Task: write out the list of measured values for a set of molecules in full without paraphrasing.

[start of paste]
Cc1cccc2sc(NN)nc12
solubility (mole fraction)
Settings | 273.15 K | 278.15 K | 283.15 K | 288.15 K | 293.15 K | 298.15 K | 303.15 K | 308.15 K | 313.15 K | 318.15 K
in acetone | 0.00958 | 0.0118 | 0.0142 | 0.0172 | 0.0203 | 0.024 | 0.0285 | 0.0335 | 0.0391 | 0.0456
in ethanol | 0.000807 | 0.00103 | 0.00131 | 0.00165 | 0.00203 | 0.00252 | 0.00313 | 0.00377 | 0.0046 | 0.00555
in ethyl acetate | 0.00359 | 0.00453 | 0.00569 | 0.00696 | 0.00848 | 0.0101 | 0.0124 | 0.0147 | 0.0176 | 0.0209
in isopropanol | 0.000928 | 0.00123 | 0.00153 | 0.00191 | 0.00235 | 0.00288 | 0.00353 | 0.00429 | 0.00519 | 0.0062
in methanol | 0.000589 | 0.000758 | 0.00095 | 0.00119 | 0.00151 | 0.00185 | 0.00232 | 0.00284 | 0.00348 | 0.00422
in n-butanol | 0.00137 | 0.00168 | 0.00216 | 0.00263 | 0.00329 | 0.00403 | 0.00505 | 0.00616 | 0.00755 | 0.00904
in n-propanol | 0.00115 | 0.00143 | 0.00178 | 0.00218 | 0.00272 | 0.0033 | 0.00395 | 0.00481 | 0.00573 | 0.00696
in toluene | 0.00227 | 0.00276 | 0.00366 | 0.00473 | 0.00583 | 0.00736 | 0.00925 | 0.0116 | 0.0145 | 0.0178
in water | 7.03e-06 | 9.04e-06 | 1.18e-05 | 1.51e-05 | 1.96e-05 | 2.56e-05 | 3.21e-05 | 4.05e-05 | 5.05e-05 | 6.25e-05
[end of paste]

Cc1cccc2sc(NN)nc12
solubility (mole fraction)
Settings | 273.15 K | 278.15 K | 283.15 K | 288.15 K | 293.15 K | 298.15 K | 303.15 K | 308.15 K | 313.15 K | 318.15 K
in acetone | 0.00958 | 0.0118 | 0.0142 | 0.0172 | 0.0203 | 0.024 | 0.0285 | 0.0335 | 0.0391 | 0.0456
in ethanol | 0.000807 | 0.00103 | 0.00131 | 0.00165 | 0.00203 | 0.00252 | 0.00313 | 0.00377 | 0.0046 | 0.00555
in ethyl acetate | 0.00359 | 0.00453 | 0.00569 | 0.00696 | 0.00848 | 0.0101 | 0.0124 | 0.0147 | 0.0176 | 0.0209
in isopropanol | 0.000928 | 0.00123 | 0.00153 | 0.00191 | 0.00235 | 0.00288 | 0.00353 | 0.00429 | 0.00519 | 0.0062
in methanol | 0.000589 | 0.000758 | 0.00095 | 0.00119 | 0.00151 | 0.00185 | 0.00232 | 0.00284 | 0.00348 | 0.00422
in n-butanol | 0.00137 | 0.00168 | 0.00216 | 0.00263 | 0.00329 | 0.00403 | 0.00505 | 0.00616 | 0.00755 | 0.00904
in n-propanol | 0.00115 | 0.00143 | 0.00178 | 0.00218 | 0.00272 | 0.0033 | 0.00395 | 0.00481 | 0.00573 | 0.00696
in toluene | 0.00227 | 0.00276 | 0.00366 | 0.00473 | 0.00583 | 0.00736 | 0.00925 | 0.0116 | 0.0145 | 0.0178
in water | 7.03e-06 | 9.04e-06 | 1.18e-05 | 1.51e-05 | 1.96e-05 | 2.56e-05 | 3.21e-05 | 4.05e-05 | 5.05e-05 | 6.25e-05